Blondie can make an absolute delight out of any song you put in front of them. There’s something magical that happens when Debbie Harry, Chris Stein, Clem Burke and co. get in the room together which always leads to remarkable results. Once you couple the prowess of Blondie with the greatness of The Beatles’ classic track from their debut LP ‘Please, Please Me’ you have something unfathomably brilliant.
This was The Beatles’ second-ever single and came as they sought to follow up on the success of ‘Love Me Do’. John Lennon asks a girl to ‘please, please him’ which was rumoured to be a not-so-subtle reference asking for oral sex. This was, of course, swiftly denied by The Beatles as they wanted to maintain their teen idol reputation, a decision which then led to Lennon publically state that “I was always intrigued by the double use of the word ‘please.'” The Beatles version of the track has clear influences from the likes of Roy Orbison whereas Blondie take the song kicking and screaming into their trademark new wave style.
The track was a pivotal moment in shaping The Beatles’ career and proved that they were no one-hit-wonder and, instead, were a band who was here to stay. “We’d had a top 30 entry with ‘Love Me Do’ and we really thought we were on top of the world,” John Lennon reflected in Anthology. “Then came ‘Please Please Me’—and wham! We tried to make it as simple as possible. Some of the stuff we’ve written in the past has been a bit way-out, but we aimed this one straight at the hit parade.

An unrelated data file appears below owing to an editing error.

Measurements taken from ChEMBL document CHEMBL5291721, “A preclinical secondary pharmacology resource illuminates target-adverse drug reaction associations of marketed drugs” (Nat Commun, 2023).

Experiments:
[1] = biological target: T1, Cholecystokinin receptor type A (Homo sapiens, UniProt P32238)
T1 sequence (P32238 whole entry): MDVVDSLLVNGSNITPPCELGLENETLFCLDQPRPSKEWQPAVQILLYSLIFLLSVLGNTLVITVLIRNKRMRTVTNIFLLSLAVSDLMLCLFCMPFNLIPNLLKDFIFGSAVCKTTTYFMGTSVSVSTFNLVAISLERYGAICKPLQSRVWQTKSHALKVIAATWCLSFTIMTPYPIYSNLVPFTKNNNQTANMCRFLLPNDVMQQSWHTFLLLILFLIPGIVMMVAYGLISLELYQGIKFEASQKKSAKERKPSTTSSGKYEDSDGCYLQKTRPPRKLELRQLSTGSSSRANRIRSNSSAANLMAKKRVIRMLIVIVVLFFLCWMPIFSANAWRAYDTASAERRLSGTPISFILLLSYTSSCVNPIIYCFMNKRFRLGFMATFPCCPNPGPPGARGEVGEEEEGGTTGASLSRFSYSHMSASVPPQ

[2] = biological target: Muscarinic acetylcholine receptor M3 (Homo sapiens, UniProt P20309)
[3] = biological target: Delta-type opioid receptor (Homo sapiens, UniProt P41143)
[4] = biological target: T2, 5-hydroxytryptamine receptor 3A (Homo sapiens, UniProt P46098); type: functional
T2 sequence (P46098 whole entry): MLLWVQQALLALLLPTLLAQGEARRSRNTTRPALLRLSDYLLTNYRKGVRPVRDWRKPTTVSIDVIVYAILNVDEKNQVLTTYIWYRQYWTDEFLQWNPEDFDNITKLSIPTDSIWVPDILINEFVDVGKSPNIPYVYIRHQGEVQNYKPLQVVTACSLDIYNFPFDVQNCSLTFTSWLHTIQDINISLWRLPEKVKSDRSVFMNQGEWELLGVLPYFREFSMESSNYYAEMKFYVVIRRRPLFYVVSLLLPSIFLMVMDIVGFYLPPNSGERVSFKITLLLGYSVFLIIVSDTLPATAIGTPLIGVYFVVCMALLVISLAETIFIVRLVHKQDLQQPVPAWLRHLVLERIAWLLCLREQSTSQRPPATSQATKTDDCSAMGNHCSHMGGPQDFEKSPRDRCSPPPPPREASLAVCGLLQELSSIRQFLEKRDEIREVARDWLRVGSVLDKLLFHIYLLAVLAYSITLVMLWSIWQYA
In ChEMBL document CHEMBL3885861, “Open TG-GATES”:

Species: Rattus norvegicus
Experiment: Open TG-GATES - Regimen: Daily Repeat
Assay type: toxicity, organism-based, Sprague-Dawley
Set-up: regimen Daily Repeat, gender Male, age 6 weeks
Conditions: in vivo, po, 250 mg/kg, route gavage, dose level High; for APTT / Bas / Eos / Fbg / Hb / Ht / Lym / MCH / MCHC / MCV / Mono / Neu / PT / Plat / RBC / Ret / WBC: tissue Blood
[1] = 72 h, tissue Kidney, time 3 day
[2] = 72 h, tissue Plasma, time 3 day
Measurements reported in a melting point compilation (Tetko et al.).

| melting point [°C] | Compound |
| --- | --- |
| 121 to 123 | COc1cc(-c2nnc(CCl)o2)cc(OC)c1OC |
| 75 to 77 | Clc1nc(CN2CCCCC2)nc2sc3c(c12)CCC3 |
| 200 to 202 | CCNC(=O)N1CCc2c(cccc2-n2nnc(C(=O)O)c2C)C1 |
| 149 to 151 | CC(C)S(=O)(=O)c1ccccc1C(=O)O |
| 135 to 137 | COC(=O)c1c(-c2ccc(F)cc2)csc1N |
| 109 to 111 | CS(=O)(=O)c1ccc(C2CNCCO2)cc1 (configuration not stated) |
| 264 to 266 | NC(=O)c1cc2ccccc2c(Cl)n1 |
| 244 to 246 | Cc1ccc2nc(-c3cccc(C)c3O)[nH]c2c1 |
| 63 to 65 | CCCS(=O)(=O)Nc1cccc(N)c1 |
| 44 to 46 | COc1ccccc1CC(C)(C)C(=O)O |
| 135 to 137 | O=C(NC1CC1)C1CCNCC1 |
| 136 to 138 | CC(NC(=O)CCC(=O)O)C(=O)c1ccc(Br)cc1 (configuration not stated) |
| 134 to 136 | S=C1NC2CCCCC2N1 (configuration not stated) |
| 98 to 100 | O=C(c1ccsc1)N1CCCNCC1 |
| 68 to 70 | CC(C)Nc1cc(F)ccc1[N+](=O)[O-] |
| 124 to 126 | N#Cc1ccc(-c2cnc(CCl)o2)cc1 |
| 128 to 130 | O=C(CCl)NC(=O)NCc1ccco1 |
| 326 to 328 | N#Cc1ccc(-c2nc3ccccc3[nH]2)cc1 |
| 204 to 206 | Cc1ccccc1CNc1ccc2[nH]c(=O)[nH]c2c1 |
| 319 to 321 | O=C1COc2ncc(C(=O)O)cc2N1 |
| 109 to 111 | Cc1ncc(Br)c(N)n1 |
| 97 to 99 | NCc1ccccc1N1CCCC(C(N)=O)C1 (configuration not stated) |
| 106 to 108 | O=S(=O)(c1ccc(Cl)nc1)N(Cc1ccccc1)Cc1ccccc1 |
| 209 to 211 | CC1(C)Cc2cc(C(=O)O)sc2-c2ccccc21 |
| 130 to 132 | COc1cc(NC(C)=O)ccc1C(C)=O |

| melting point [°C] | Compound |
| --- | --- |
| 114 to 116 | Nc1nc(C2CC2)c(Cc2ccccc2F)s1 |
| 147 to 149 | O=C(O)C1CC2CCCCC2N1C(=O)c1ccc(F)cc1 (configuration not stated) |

“We almost abandoned it as the B-side of ‘Love Me Do’,” he added. “We changed our minds only because we were so tired the night we did Love Me Do. We’d been going over it a few times and when we came to the question of the flipside, we intended using ‘Please Please Me'”. Little did Lennon know back then what a vehicle for change the song would be for The Fab Four.
Lennon was a fan of Blondie and, in a postcard dated 1979, which he sent to Ringo Starr, he offered advice to The Beatles drummer about his solo career, a note in which he tells his longtime friend that ”Blondie’s ‘Heart of Glass’ is the type of stuff y’all should do. Great and simple.”
Blondie’s cover of The Beatles classic wasn’t released until 2011 which, unfortunately, meant that Lennon never got the opportunity to hear their spin on his work although he would have undoubtedly approved of it. There are certainly similarities between the two bands’ rise to fame, in fact. While The Beatles polished the rowdy side of rock ‘n’ roll into a diamond of pop success, Blondie did the same with the brash flash of punk which they focused for their new wave sound. Even on this cover, Blondie make the track their own.
The unique sound that Blondie manage to create is like a sprinkling of gold dust on an already pulsating fire, catching the sparks of the age as they gild the smoke with gold. It’s the kind of guile that the New Yorkers have by the truckload and is an absolute joy to hear on ‘Please, Please Me’.